How to Negotiate a Job Offer and Your First Days at Work - Career Guide Series - Part Nine


As a concluding part of our comprehensive career guide series, today we shall be discussing how to negotiate a job offer. In the previous part of the series we discussed how to be successful in a job interview, which was a continuation of part seven on the same topic. Today we would be exploring the various strategies and success tips you need to know in being successful in negotiating a job offer.


How to Negotiate a Job Offer

Now we assume that with the help of this career guide, you have performed excellently in you interview and the employer wants to know how mush they can pay you. Below are some useful tips in negotiating a job offer.

1. Give Initial Response to Offer
Respond gratefully even if the offer is below expectations. Ask to have some time to think about it, and agree on a response date.

2. Research
  • Find out the average pay for such position in the industry
  • Find salary and bonus data for your major and industry
  • Consider negotiating non-salary items as well.
3. Psychological Preparation
  • Why do you want to negotiate?
  • Do you know what you want to achieve?
  • How will you respond to counteroffers?
  • What are your alternatives?
  • What are you willing to accept?
4. Develop a Strategy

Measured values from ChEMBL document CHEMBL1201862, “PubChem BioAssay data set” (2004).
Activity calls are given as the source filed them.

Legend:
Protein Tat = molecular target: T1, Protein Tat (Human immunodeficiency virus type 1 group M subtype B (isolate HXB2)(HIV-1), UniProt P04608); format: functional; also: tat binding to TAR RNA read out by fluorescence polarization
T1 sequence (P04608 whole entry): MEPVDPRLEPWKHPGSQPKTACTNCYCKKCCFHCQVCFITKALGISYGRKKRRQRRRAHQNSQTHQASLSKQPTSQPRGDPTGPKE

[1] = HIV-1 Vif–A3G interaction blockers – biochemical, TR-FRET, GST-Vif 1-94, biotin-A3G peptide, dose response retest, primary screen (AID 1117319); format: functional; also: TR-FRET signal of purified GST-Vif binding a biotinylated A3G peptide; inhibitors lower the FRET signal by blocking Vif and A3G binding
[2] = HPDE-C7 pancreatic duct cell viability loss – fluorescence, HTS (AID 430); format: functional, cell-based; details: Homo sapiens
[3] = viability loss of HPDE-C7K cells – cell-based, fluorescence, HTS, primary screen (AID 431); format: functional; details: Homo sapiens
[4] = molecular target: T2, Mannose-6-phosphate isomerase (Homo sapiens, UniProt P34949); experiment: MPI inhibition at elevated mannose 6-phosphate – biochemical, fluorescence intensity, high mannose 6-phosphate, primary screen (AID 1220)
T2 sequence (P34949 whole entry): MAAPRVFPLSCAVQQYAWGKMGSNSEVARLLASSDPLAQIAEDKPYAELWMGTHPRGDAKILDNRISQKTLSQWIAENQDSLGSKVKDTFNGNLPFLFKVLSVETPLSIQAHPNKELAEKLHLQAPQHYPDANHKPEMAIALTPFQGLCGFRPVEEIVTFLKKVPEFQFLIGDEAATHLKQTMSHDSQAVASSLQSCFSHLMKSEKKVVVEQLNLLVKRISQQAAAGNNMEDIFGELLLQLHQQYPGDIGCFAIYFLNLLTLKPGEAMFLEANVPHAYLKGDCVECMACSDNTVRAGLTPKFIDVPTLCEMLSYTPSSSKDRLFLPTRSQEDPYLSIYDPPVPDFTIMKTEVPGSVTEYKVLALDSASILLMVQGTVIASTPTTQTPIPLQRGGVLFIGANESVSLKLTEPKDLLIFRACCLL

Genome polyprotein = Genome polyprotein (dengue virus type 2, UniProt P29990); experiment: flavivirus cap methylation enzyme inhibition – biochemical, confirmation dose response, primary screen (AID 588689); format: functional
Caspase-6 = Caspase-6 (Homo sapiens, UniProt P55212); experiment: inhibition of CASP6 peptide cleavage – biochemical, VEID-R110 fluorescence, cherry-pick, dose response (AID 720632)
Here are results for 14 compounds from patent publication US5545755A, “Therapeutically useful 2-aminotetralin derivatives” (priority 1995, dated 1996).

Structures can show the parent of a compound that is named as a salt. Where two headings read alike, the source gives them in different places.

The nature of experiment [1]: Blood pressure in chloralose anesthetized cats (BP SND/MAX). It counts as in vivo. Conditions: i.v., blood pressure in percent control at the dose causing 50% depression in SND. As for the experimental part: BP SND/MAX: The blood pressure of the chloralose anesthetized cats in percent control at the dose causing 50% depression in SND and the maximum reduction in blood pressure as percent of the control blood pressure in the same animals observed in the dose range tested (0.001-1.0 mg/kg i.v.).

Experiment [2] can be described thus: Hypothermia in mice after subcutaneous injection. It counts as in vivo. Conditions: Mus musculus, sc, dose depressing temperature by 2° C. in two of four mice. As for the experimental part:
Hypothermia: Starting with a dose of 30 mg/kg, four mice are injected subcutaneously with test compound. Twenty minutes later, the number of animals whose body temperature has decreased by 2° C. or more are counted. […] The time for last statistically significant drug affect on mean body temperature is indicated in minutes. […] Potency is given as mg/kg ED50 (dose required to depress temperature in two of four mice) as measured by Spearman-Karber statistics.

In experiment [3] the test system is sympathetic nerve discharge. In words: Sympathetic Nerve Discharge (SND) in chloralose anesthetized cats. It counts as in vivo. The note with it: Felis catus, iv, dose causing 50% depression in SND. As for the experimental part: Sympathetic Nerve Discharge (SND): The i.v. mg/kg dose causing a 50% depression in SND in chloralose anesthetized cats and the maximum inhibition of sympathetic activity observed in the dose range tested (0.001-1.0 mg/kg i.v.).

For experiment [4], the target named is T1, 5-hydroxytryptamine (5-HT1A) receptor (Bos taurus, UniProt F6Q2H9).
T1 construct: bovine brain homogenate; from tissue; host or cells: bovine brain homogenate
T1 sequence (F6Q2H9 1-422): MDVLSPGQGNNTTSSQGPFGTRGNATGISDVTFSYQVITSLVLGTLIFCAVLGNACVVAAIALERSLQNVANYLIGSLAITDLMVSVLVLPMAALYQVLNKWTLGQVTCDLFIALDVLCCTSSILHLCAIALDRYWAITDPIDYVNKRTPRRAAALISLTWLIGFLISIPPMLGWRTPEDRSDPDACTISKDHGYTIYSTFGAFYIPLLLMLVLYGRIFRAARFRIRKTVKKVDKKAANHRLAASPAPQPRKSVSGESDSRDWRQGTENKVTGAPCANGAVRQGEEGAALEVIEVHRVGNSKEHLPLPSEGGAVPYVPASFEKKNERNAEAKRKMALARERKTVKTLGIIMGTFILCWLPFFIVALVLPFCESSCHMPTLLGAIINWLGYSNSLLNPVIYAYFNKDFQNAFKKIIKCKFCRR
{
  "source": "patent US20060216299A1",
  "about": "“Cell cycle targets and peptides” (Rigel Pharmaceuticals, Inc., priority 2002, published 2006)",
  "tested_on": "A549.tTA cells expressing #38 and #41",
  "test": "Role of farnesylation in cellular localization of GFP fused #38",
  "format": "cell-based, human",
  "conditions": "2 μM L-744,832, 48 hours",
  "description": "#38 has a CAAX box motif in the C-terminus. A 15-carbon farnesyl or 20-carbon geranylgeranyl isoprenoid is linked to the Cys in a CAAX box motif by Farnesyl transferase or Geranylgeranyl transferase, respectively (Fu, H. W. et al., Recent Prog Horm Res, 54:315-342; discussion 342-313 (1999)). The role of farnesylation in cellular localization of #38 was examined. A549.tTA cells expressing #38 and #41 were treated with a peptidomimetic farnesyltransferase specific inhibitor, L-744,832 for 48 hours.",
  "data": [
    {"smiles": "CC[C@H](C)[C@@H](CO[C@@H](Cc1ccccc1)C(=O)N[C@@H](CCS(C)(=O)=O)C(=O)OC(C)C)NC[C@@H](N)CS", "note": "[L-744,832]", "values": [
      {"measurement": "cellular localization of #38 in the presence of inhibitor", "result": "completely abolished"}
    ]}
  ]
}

• Consider all factors, including your own strengths and weaknesses as a candidate.
  • How serious are you about this position over another? Do you have other offers with pending deadlines?
  • Time your negotiations accordingly; don’t wait until the last minute.
5. Practice
  • Ask a friend or someone to represent the employer on your behalf
  • Ask them to negotiate at the extremes of possible employer response so you are ready for both possibilities
  • Ask them to behave in an accommodating manner and then in a less congenial manner, so you are fully prepared
Contact the Organization
  • Identify who is best to negotiate with—Human Resources? Your interviewer? Call to present your items to be negotiated—be enthusiastic and reassure them of your interest in the position.
  • Keep it positive and respectful; negotiating should be a win-win
  • If they meet your requests, tell them thank you and as soon as you get the information in writing, you will be ready to accept it
Get Terms in Writing and Decide
  • Always make sure you have an offer in writing prior to accepting to confirm all parties are on the same page
  • Review your needs and goals to determine if the negotiated offer is the right fit
  • Provide your response as soon as possible, especially if you decide to decline the offer

How to Decline a Job Offer

If the negotiation did not go in your favor and you have concluded not to accept the offer, you can always reject or decline the job offer but at the same time maintaining your decorum. The following tips will be helpful:
  1. Always be polite regardless of your response to an offer.
  2. Start off with a positive statement thanking the organization for their offer.
  3. Let them know that you will unfortunately have to decline.
  4. Provide them with an appropriate reason for the decline (you have another offer you are going to pursue, the location, the benefits, etc.).
  5. Thank them again and wish them well.